REX NELSON: State's internment camps

Actor George Takei was in McGehee last week to celebrate the fifth anniversary of the World War II Japanese American Internment Museum, which is in the city's former depot.

Following the Japanese attack on Pearl Harbor, President Franklin D. Roosevelt established the War Relocation Authority. The WRA, in turn, selected 10 locations to house almost 110,000 Japanese Americans. Two of those camps were in southeast Arkansas. One was at Rohwer in Desha County. The other was at Jerome on the line between Chicot and Drew counties.

"Operating from October 1942 to November 1945, the camps eventually incarcerated nearly 16,000 Japanese Americans," Russell Bearden writes for the Encyclopedia of Arkansas History & Culture. "This was the largest influx and incarceration of any racial or ethnic group in the state's history. ... Many Americans, especially those living on the West Coast, feared an eventual invasion by the empire of Japan. More than 80 percent of the Japanese American population living in the United States at the time lived along the coast in Washington, Oregon and California. Many West Coast citizens viewed the concentrated Japanese American communities as potential enclaves for espionage."

On Feb. 19, 1942, Roosevelt signed Executive Order 9066. It gave his secretary of war the power to designate areas from which "any and all persons may be excluded." Executive Order 9102 on March 18, 1942, created the WRA. The two easternmost internment camps in the country were in swampy, tax-delinquent lands in the Arkansas Delta. Takei, who portrayed Hikaru Sulu on the original Star Trek television series and in movies, lived at Rohwer with his family.

"I was too innocent to understand what that experience meant," Takei said when he came to McGehee in 2013 for the museum's dedication. "To my parents, it was intimidating and infuriating. I could see the barbed-wire fence outside my tarpaper schoolhouse window as I would say 'with liberty and justice for all.' My father said, 'Our democracy is a people's democracy and can be as good as people are, or as fallible as people are.' "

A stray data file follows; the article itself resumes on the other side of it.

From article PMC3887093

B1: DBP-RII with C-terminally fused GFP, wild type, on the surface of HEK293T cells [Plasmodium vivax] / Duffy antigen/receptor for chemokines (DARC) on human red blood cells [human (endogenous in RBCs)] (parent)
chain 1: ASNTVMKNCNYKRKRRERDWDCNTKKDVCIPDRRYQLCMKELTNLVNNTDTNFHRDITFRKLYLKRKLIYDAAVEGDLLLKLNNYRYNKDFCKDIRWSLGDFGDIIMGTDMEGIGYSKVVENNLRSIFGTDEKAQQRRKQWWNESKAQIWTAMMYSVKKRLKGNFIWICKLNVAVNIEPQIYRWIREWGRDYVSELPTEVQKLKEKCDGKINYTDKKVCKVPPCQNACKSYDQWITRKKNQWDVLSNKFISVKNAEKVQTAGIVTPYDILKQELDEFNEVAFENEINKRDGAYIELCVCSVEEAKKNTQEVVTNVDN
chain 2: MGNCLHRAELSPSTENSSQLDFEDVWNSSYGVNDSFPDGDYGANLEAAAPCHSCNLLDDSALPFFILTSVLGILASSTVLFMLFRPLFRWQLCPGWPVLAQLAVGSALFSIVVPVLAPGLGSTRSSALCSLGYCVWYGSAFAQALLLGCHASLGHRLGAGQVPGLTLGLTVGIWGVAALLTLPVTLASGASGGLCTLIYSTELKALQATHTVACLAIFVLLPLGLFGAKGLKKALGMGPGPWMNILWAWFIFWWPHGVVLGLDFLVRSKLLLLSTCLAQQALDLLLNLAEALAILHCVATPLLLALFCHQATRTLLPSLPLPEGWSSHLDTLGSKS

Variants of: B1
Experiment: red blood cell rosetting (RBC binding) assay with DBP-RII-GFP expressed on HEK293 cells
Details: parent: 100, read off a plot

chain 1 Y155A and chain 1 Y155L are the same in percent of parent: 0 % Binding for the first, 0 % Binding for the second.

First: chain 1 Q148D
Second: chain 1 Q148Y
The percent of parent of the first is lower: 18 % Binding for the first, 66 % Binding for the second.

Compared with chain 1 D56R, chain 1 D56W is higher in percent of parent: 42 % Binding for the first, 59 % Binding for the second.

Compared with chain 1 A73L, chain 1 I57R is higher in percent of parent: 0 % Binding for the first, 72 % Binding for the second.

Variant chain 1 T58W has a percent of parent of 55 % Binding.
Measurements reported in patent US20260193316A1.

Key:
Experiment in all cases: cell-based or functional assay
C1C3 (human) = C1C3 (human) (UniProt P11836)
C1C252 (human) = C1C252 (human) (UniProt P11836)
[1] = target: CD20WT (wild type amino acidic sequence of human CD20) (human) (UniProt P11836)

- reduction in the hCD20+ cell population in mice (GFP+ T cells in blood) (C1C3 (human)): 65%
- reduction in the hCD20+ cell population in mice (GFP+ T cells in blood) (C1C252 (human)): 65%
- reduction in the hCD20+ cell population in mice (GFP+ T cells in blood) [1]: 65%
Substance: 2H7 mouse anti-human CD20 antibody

It's a tribute to residents of the Delta that Arkansas has done more than any state to ensure that people know about this period in American history. Takei said last week that the museum at McGehee is "teaching a lesson that all Americans should know about."

"This museum tells our story," Takei said at the fifth-anniversary event. "And by 'our,' I don't mean Japanese Americans. It's our American story that we tell in this wonderful adaptive reuse of a historic building, the railway station that used to connect McGehee with the rest of the world. And this city is sharing the story. ... We're all here to learn but also to rededicate ourselves to the premise that this should never happen again."

It's fitting that the museum is in the former depot because McGehee is a railroad town. The Little Rock, Mississippi River & Texas Railway came to what's now McGehee in 1878 and branched from here in four directions as it headed to Little Rock, Memphis and the Louisiana towns of Tallulah and Alexandria. Abner McGehee wasted no time opening a commissary. He was named the first postmaster on March 8, 1879, with the post office inside his commissary. McGehee was incorporated as a city in March 1906. In 1910, railroad shops were moved from Mer Rouge in northern Louisiana to McGehee. The population tripled from 1,157 in the 1910 census to 3,488 in 1930 as the railroad roundhouses operated 24 hours a day.

Like most other Delta towns, McGehee has struggled economically in recent decades. Its population declined from 5,671 in the 1980 census to 4,219 in the 2010 census. The museum provides Arkansans with a reason for a road trip to McGehee. I suggest arriving in time for an early lunch at Hoot's BBQ, which David and Susie Powell opened on U.S. 65 in April 2012 and named after the town's beloved high school mascot, the Owls. David Powell died in June 2015, but the restaurant is still going strong.

After lunch, spend at least an hour at the museum and then head to Jerome and Rohwer. Jerome is 18 miles south of McGehee. It was the last of the centers to open on Oct. 6, 1942, and the first to close on June 30, 1944. Its population reached 7,932 in January 1943. After the center closed, it was a prisoner of war camp for Germans. There's a monument at the site, and the remains of a hospital smokestack can be seen.

Rohwer, a National Historic Landmark that's 12 miles northeast of McGehee, was the last camp to close. There are monuments created during the internment, including one honoring Japanese Americans who died fighting for the United States during World War II. There's also a small cemetery at the site.

"Population and age statistics were constantly changing," Bearden writes. "Well over 90 percent of the adult Rohwer population of 8,475 at its peak had been involved in agriculture, commercial fishing or businesses that centered on the distribution of agricultural products."

At one point, there were 2,447 school-age children. Takei, 81, was among them. He said the museum at McGehee "transports us to another time for America. ... To be an American citizen is something very important that too many people take lightly. We must know what it means to be an American citizen and how precious our rights are. I value my citizenship profoundly. That's represented by the stories told by this museum."


Senior Editor Rex Nelson's column appears regularly in the Arkansas Democrat-Gazette. He's also the author of the Southern Fried blog at rexnelsonsouthernfried.com.

Editorial on 04/25/2018

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